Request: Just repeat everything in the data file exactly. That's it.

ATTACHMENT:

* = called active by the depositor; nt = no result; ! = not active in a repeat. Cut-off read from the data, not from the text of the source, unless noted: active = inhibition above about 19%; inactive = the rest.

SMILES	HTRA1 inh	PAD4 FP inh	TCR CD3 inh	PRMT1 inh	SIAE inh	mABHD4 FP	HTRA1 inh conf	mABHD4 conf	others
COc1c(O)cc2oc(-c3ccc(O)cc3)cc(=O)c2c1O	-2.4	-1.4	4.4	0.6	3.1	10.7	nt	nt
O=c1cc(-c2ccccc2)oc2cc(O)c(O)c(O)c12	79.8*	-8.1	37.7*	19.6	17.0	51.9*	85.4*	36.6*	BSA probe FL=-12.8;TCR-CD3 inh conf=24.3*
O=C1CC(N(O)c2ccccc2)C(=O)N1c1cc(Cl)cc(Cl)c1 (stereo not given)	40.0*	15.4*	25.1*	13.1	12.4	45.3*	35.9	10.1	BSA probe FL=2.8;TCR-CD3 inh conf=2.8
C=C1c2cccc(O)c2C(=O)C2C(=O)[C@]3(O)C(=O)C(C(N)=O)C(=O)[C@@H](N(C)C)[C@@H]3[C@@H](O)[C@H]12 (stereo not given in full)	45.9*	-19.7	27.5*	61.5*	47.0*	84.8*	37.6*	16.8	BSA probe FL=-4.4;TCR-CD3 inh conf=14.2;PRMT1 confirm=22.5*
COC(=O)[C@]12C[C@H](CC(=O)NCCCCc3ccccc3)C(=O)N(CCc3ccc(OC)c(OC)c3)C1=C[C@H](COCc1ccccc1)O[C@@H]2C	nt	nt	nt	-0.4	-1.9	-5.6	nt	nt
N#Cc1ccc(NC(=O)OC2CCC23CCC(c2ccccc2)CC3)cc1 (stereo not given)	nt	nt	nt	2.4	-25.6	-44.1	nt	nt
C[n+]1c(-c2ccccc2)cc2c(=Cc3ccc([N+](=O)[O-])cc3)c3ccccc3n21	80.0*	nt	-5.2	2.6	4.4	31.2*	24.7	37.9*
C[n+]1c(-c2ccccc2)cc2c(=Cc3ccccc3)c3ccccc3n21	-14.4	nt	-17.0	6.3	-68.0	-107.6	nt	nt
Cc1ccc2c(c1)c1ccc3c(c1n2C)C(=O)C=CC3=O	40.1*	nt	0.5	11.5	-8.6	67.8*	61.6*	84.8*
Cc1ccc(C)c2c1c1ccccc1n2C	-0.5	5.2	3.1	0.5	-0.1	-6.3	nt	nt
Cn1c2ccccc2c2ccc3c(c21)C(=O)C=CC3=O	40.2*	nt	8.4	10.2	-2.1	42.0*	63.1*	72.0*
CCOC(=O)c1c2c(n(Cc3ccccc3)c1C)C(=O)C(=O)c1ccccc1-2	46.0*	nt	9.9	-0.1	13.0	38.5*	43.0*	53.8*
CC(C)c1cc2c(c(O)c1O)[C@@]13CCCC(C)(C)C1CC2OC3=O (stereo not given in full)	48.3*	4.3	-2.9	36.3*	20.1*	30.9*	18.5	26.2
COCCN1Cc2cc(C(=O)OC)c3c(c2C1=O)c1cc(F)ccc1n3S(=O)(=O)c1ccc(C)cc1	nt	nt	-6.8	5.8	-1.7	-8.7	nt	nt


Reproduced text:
* = called active by the depositor; nt = no result; ! = not active in a repeat. Cut-off read from the data, not from the text of the source, unless noted: active = inhibition above about 19%; inactive = the rest.

SMILES	HTRA1 inh	PAD4 FP inh	TCR CD3 inh	PRMT1 inh	SIAE inh	mABHD4 FP	HTRA1 inh conf	mABHD4 conf	others
COc1c(O)cc2oc(-c3ccc(O)cc3)cc(=O)c2c1O	-2.4	-1.4	4.4	0.6	3.1	10.7	nt	nt
O=c1cc(-c2ccccc2)oc2cc(O)c(O)c(O)c12	79.8*	-8.1	37.7*	19.6	17.0	51.9*	85.4*	36.6*	BSA probe FL=-12.8;TCR-CD3 inh conf=24.3*
O=C1CC(N(O)c2ccccc2)C(=O)N1c1cc(Cl)cc(Cl)c1 (stereo not given)	40.0*	15.4*	25.1*	13.1	12.4	45.3*	35.9	10.1	BSA probe FL=2.8;TCR-CD3 inh conf=2.8
C=C1c2cccc(O)c2C(=O)C2C(=O)[C@]3(O)C(=O)C(C(N)=O)C(=O)[C@@H](N(C)C)[C@@H]3[C@@H](O)[C@H]12 (stereo not given in full)	45.9*	-19.7	27.5*	61.5*	47.0*	84.8*	37.6*	16.8	BSA probe FL=-4.4;TCR-CD3 inh conf=14.2;PRMT1 confirm=22.5*
COC(=O)[C@]12C[C@H](CC(=O)NCCCCc3ccccc3)C(=O)N(CCc3ccc(OC)c(OC)c3)C1=C[C@H](COCc1ccccc1)O[C@@H]2C	nt	nt	nt	-0.4	-1.9	-5.6	nt	nt
N#Cc1ccc(NC(=O)OC2CCC23CCC(c2ccccc2)CC3)cc1 (stereo not given)	nt	nt	nt	2.4	-25.6	-44.1	nt	nt
C[n+]1c(-c2ccccc2)cc2c(=Cc3ccc([N+](=O)[O-])cc3)c3ccccc3n21	80.0*	nt	-5.2	2.6	4.4	31.2*	24.7	37.9*
C[n+]1c(-c2ccccc2)cc2c(=Cc3ccccc3)c3ccccc3n21	-14.4	nt	-17.0	6.3	-68.0	-107.6	nt	nt
Cc1ccc2c(c1)c1ccc3c(c1n2C)C(=O)C=CC3=O	40.1*	nt	0.5	11.5	-8.6	67.8*	61.6*	84.8*
Cc1ccc(C)c2c1c1ccccc1n2C	-0.5	5.2	3.1	0.5	-0.1	-6.3	nt	nt
Cn1c2ccccc2c2ccc3c(c21)C(=O)C=CC3=O	40.2*	nt	8.4	10.2	-2.1	42.0*	63.1*	72.0*
CCOC(=O)c1c2c(n(Cc3ccccc3)c1C)C(=O)C(=O)c1ccccc1-2	46.0*	nt	9.9	-0.1	13.0	38.5*	43.0*	53.8*
CC(C)c1cc2c(c(O)c1O)[C@@]13CCCC(C)(C)C1CC2OC3=O (stereo not given in full)	48.3*	4.3	-2.9	36.3*	20.1*	30.9*	18.5	26.2
COCCN1Cc2cc(C(=O)OC)c3c(c2C1=O)c1cc(F)ccc1n3S(=O)(=O)c1ccc(C)cc1	nt	nt	-6.8	5.8	-1.7	-8.7	nt	nt